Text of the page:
That's quite interesting to me. The green tint around the dog is very obvious on my panasonic.
Now I'm more determined then ever to see the Samsung plasma and test it with my "stuff".

Would love to hear what you find on the samsung, since it's generally accepted they're sub-par to the panasonics.
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post #19 of 69 Old 06-16-2010, 08:13 AM
 
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There are so many variables that create crosstalk in 3D images. It isn't just the display or the glasses. It is almost inherent in S3D.
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post #20 of 69 Old 06-16-2010, 08:26 AM - Thread Starter
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Quote:
Originally Posted by Lee Stewart View Post

There are so many variables that create crosstalk in 3D images. It isn't just the display or the glasses. It is almost inherent in S3D.

I would word it somewhat differently.
I would say "There are so many ways to hide crosstalk in 3D images."
It's always there but the brain filters it out I think.

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post #21 of 69 Old 06-16-2010, 08:44 AM
 
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Quote:
Originally Posted by Frank View Post

I would word it somewhat differently.
I would say "There are so many ways to hide crosstalk in 3D images."
It's always there but the brain filters it out I think.

In what ways do you believe you can hide crosstalk?

As far as the physicology of watching S3D images, you have to have Stereo Acute vision. Recent studies say maybe half the population has it. The rest don't which means they have eye issues.
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post #22 of 69 Old 06-16-2010, 08:56 AM - Thread Starter
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Quote:
Originally Posted by Lee Stewart View Post

In what ways do you believe you can hide crosstalk?

As far as the physicology of watching S3D images, you have to have Stereo Acute vision. Recent studies say maybe half the population has it. The rest don't which means they have eye issues.

I'm certainly not an expert in hiding crosstalk but I would think you would avoid high contrast images when there is a lot of parallax among other things.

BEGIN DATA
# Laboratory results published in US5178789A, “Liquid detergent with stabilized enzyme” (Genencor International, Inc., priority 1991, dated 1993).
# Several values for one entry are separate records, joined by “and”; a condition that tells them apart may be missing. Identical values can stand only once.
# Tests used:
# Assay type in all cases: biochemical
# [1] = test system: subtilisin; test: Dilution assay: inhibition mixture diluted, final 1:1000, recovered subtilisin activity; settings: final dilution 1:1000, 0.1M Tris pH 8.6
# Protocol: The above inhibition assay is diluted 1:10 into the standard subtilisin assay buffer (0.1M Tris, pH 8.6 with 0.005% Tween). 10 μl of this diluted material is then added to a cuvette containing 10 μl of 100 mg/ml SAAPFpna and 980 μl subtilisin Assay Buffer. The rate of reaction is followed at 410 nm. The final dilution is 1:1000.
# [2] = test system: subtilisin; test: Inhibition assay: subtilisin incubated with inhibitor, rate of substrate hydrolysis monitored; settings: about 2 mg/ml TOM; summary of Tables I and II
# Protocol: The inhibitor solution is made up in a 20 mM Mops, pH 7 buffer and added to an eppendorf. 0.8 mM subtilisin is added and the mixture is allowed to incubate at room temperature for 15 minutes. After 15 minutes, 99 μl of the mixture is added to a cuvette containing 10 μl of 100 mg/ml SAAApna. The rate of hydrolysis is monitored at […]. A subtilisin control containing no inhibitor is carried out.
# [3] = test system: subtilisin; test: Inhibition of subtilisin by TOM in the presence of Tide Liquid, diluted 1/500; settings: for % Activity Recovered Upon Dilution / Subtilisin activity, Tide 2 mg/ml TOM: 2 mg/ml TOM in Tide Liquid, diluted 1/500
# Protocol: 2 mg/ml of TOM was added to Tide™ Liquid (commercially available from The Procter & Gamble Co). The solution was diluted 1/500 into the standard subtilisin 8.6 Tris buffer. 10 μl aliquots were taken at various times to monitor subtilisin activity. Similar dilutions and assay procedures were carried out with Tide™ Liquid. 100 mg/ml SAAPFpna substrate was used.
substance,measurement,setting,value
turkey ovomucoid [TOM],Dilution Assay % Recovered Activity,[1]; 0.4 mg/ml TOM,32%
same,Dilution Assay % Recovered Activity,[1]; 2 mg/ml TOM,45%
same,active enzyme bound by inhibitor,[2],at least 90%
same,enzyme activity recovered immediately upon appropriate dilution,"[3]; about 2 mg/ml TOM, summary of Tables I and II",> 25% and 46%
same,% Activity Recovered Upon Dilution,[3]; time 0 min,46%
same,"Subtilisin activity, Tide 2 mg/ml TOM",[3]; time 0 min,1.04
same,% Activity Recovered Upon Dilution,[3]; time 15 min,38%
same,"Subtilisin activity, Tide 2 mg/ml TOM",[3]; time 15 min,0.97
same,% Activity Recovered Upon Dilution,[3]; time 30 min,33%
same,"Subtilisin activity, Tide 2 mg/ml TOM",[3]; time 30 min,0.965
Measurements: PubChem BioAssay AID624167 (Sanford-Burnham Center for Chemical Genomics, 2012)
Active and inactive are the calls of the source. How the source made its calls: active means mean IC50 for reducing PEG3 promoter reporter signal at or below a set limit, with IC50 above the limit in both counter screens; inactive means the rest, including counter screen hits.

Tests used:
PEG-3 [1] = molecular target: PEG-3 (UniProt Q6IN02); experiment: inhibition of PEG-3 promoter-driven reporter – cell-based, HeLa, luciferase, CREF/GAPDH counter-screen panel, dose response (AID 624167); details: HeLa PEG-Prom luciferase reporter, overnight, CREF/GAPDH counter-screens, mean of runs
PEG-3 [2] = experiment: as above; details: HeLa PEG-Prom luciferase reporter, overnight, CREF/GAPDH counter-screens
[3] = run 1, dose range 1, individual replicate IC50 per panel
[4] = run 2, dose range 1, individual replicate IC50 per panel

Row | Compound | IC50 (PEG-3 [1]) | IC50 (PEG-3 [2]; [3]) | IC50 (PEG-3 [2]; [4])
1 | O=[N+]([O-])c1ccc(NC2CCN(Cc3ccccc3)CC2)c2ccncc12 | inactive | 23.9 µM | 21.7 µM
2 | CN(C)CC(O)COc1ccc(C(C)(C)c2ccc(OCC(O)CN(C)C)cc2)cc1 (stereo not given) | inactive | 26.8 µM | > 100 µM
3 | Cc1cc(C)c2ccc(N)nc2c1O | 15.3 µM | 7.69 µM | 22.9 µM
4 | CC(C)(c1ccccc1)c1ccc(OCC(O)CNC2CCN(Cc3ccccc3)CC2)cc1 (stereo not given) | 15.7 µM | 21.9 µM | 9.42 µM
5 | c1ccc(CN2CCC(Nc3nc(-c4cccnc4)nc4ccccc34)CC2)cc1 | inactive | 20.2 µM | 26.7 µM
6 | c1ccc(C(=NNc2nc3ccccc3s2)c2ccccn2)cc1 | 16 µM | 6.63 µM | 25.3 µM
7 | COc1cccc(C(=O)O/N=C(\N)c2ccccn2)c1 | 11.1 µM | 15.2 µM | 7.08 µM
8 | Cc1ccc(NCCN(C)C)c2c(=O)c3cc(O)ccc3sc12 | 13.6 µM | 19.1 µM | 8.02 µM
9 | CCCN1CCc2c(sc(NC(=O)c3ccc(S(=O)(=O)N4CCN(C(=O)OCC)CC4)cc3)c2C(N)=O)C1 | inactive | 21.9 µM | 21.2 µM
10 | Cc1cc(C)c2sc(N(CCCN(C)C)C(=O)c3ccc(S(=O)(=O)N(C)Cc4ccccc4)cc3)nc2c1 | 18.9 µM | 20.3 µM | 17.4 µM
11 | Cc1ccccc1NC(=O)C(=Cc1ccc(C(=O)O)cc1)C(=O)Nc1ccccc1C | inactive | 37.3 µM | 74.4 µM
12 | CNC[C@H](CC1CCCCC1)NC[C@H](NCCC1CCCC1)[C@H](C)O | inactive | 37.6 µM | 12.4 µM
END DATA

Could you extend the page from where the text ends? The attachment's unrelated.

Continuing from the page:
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post #23 of 69 Old 06-16-2010, 09:24 AM - Thread Starter
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This picture shows the crosstalk in the right lens fairly well.

Did IQ's suddenly drop sharply while I was away?
I enjoy 3D in spite of HDMI 1.4!
Full screen only 3D doesn't cut it!
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post #24 of 69 Old 06-16-2010, 09:31 AM
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Quote:
Originally Posted by Lee Stewart View Post

In what ways do you believe you can hide crosstalk?

As far as the physicology of watching S3D images, you have to have Stereo Acute vision. Recent studies say maybe half the population has it. The rest don't which means they have eye issues.

I read that only ~10% of the US population is stereo blind.
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post #25 of 69 Old 06-16-2010, 09:45 AM
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Quote:
Originally Posted by Joseph Clark View Post

I accidentally deleted this post from my e-mail, and when I went to look for it, I forgot which thread it was in.

I didn't notice the ghosting in the 3D image so much until I really looked for it. Maybe if it were moving I'd see it more easily, but it's not horrible on my set as a still. Several shots in MvsA are much worse. And I'm just not picking up on a green tint at all. As usual, it's the dark background with the bright dog fur - the contrast - that causes so much of the image to bleed through, especially if the subject is close. That causes the offset of the two eye views to be exaggerated, accentuating the ghosting.

Are you using the Samsung rechargeable glasses or the battery powered glasses?

I have the battery powered glasses and the 3D crosstalk (ghosting) is quite severe during the commercials in ESPN 3D. Especially during the "This is SportsCenter" commercial I can see a double image of the guy's legs and baseball bat. I also observe crosstalk in the Sony commercial where the girls are running towards the screen from the end of the hallway, as well as during the Gillette commercial when the blade spins in front of the screen.

This is on the PN63C8000 with 1021.1 firmware.

I'm wondering if Panasonic owners are experiencing this as well. Are other Samsung owners seeing this?? Do you have the battery powered or the rechargeable glasses?
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post #26 of 69 Old 06-16-2010, 10:07 AM